Zack Greinke picked up the victory last night in Game 1 of the NLCS and in doing so became the first pitcher in more than a decade to be credited with a “win” in the postseason while allowing six or more runs.
Orlando Hernandez of the Yankees was the last pitcher to receive the long leash and run support to make that possible, beating the Mariners in Game 6 of the ALCS in 2000 despite coughing up six runs in seven innings.
And besides Greinke and Orlando Hernandez the only other pitcher to accomplish that feat since 1980 is Livan Hernandez in 1997, when he tossed eight innings of six-run ball for the Marlins in Game 5 of the World Series against the Indians.
So in the past 30 years the only three pitchers to get a playoff victory while giving up at least six runs are Greinke and the Hernandez brothers. Obviously those three guys just know how to win.
The Blue Jays placed right-hander Aaron Sanchez on the 10-day disabled list with a contusion in his right index finger, per a team announcement on Saturday. The assignment is retroactive to Friday. In a corresponding move, righty Marcus Stroman was activated from the DL (right shoulder fatigue) and will take the mound for the Blue Jays at 9:07 PM ET tonight.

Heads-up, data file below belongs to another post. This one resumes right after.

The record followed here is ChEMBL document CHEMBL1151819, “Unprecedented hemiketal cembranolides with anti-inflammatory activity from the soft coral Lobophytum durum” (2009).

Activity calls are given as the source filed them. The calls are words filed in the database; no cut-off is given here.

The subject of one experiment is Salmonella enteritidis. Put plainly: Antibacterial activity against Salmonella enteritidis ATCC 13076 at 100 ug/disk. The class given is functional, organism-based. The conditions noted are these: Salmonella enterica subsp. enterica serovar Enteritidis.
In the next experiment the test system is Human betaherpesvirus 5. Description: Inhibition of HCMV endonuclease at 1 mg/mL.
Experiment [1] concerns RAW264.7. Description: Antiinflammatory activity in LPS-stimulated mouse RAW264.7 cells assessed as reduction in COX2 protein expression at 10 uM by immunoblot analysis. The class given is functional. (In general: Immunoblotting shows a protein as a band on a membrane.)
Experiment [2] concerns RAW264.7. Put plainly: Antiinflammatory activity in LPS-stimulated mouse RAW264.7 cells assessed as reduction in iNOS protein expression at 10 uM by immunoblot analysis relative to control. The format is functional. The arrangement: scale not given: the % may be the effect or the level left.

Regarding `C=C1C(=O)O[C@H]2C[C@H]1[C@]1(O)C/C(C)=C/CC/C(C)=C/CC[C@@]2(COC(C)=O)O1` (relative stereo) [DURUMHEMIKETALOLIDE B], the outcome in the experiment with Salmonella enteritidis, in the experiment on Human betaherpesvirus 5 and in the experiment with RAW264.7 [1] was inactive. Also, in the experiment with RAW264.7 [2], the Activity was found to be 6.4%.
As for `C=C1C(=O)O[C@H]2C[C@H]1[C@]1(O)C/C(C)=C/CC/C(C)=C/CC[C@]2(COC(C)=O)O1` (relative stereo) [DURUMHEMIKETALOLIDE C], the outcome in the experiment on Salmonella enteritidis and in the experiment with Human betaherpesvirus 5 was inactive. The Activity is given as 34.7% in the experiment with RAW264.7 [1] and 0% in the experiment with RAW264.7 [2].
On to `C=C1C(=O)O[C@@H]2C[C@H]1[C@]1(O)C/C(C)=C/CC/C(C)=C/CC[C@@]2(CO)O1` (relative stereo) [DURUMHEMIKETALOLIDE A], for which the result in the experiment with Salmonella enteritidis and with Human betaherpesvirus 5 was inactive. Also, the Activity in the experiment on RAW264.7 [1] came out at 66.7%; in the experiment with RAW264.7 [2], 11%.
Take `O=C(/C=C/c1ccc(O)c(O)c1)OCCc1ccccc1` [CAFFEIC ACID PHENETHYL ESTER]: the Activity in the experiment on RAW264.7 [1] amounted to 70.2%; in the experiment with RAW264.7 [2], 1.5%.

Sanchez, 25, is in his fifth season with the club. He hasn’t looked his sharpest so far this year, going 3-5 in 15 starts with a career-worst 4.52 ERA, 5.1 BB/9 and 7.6 SO/9 through 79 2/3 innings. It’s not yet clear how long he’ll be sidelined, though he could miss as little as one turn in the rotation before returning to the roster in the next week or two.
Sanchez isn’t the only struggling starter in Toronto’s rotation, either. Per MLB.com’s Gregor Chisholm, the team placed southpaw Jaime Garcia on the DL (right shoulder tenderness) as well, with lefty reliever Tim Mayza scheduled to take his spot on the roster. In 13 starts this season, Garcia carried a 2-6 record, 6.16 ERA, 4.5 BB/9 and 8.2 SO/9 over 61 1/3 innings. Any further decisions pertaining to the rotation — including Tuesday’s starter against the Astros — have yet to be publicly addressed.